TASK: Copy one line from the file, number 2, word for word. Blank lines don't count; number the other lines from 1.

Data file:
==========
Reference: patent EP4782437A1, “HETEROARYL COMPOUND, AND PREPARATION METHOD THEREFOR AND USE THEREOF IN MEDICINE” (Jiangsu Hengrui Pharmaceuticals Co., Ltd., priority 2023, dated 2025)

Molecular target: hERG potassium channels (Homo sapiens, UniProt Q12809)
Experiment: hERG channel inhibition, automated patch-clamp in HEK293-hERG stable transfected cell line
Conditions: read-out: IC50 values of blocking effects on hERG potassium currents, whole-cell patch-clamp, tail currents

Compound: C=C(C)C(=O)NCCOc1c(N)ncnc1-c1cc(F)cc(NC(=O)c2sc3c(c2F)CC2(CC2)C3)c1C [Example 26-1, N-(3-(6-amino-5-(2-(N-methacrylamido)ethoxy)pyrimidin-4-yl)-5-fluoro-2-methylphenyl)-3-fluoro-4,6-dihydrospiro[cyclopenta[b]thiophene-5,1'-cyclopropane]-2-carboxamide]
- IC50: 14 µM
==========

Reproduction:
Molecular target: hERG potassium channels (Homo sapiens, UniProt Q12809)